It’s no secret that parents are fed up.
Governor-elect Glenn Youngkin was able to claim victory in Virginia—a state that went for Joe Biden by 10 points just a year prior—by echoing parents’ frustrations with school closures and radical, divisive classroom content.
In a WFXR News/Emerson College poll, education claimed the top issue spot among likely voters, beating out jobs and COVID-19, along with more perennial concerns like health care and taxes. And Youngkin won parents’ support (polling at 56 percent to McAuliffe’s 42) by a greater margin than the general electorate.
Simply put, the governor-elect owes his seat to parents in the commonwealth, and soon it will be time to deliver on his campaign promises.
Radical curriculum content, from critical race theory to gender-bending ideology and even soft pornography in school libraries, did not spring forth overnight. The politicization of the education system was decades in the making, as teachers, administrators, and contractors all marinated in the underlying ideology. It will not be easy to steer schools away from their chosen path on these topics. Making election promises into a reality will require a multi-faceted, sustained policy effort.
These efforts should focus on three strategies: offering immediate leverage and options to parents through a broad school-choice program; ensuring total transparency so that parents can continue to monitor lessons; and supporting a state law forbidding racial essentialism and radical gender ideology in public school curricula.
Education choice can serve both as leverage in battles with districts, and as an exit strategy for parents frustrated that their voices are being ignored. During the campaign, Youngkin promised voters, “A student’s zip code cannot determine his or her destiny. Parents must be free to make the decision best for their children.” Real education choice would look like an extension for Education Savings Accounts—flexible accounts that follow the child to any educational opportunity—to all commonwealth families.
Youngkin should encourage the General Assembly to expand and reconfigure the state’s tax credit scholarship program, and immediately create Learning Loss Education Savings Accounts for students who failed the spring 2021 state assessment. Virginia can use federal funds provided to state and local governments through the American Recovery Plan to fund these education accounts.
Importantly, while Virginia’s charter school law is among the worst in the nation and requires an overhaul, most charter schools provide no escape from the woke ideology engulfing their traditional public counterparts. Nor are they an immediate solution, as any charter law update would take years to result in new schools. That’s too long for Virginia parents and students.
Virginia only has seven charter schools—a comically low number compared to other states. A “down payment” on parental choice in the form of adding 20 schools will barely impact districts, which desperately need the competition, or parents, who deserve true educational options.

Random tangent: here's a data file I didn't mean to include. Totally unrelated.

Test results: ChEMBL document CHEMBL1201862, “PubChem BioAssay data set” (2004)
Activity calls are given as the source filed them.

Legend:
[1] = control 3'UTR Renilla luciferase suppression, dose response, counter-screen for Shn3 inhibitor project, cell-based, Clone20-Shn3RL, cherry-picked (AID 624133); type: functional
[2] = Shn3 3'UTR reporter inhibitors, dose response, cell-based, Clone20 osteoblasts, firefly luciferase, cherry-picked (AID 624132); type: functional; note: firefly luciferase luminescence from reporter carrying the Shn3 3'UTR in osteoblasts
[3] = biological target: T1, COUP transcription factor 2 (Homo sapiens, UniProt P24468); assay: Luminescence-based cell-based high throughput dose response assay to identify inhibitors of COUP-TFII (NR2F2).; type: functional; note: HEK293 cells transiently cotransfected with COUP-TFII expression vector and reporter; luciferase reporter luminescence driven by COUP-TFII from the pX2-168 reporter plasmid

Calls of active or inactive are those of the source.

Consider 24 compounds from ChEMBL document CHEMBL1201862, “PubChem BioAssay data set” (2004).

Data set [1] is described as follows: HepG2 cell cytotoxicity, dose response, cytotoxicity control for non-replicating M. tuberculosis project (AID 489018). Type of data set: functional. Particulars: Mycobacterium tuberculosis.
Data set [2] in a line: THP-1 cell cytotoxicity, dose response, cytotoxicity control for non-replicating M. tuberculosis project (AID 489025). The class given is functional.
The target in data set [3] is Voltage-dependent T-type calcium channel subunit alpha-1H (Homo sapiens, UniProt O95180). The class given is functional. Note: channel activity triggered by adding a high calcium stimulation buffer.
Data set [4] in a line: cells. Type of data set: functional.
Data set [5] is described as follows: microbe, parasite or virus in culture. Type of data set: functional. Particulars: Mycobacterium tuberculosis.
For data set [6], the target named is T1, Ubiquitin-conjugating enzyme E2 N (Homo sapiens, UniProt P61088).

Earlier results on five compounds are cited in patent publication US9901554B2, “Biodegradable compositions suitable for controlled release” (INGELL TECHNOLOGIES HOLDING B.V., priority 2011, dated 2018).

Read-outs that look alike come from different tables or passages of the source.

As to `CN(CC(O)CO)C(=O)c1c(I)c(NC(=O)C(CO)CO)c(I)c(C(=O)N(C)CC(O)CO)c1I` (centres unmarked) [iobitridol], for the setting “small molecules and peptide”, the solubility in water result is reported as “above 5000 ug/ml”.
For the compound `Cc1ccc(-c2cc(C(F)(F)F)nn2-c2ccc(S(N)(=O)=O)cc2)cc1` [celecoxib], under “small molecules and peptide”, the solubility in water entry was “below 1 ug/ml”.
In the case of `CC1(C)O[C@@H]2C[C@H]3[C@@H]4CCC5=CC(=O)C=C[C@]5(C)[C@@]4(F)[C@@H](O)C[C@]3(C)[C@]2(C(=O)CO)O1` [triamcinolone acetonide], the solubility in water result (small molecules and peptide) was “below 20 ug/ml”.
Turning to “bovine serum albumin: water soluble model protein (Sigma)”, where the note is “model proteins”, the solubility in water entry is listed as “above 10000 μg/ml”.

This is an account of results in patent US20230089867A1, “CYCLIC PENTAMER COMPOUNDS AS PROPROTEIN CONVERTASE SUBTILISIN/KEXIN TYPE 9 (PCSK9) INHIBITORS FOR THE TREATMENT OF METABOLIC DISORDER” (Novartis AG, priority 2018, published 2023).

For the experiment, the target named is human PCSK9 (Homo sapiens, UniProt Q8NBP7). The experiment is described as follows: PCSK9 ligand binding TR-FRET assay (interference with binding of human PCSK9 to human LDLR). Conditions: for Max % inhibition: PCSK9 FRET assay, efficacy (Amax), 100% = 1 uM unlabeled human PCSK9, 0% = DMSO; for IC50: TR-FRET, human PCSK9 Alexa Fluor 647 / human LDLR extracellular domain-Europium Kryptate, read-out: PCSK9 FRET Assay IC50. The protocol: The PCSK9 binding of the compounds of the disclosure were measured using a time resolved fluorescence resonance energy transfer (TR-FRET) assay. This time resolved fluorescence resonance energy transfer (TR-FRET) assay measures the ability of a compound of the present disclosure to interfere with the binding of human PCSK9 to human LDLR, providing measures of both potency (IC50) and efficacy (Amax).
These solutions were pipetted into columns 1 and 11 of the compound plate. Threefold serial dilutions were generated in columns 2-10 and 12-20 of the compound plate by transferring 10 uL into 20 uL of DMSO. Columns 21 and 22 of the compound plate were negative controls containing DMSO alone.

Other non-negotiables for a Youngkin education agenda should include introducing a ban on CRT and gender ideology in the state legislature and demanding total transparency from districts about what children are learning.
On the campaign trail, Youngkin told parents, “We have abhorrent chapters in our history, we have great chapters in our history, we must know it all but let me be clear: I will ban Critical Race Theory at our schools.” Virginia parents expect him to follow through on this promise, and to evaluate the impact of the activist-drafted, state-mandated transgender policy as well.
The governor-elect also committed himself to transparency: “Our parents have been kept in the dark long enough. When I’m governor, schools will make teaching materials, textbooks, lesson plans all available to parents who request them.” Parents should not have to commit long hours to FOIA requests, and pay districts prohibitively high fees, to see what a day in the classroom will bring their children.
In addition, with the new Omicron variant causing uncertainty, Youngkin must remain a bulwark against what will undoubtedly be another fear-fueled effort by teachers’ unions to shut down in-person schooling again. Although mandated by state law to offer in-person education this year, Virginia school districts have been announcing last-minute closures throughout the fall. Without school choice or clear policy direction from the state, parents are powerless to stop this accelerating trend.
Some of these policy solutions might seem overly grand in a moderate state like Virginia. But the reality is that education savings accounts are overwhelmingly popular, including with independents and moderate Democrats. And cultural topics long considered “divisive” by Beltway consultants and insiders—like removing critical race theory from the classroom—are actually areas of broad agreement between moderate and conservative voters.
Leaning into these fights is what brought Glenn Youngkin his victory. Now he needs to commit to an education agenda that matches the rhetoric voters of all political backgrounds enthusiastically supported.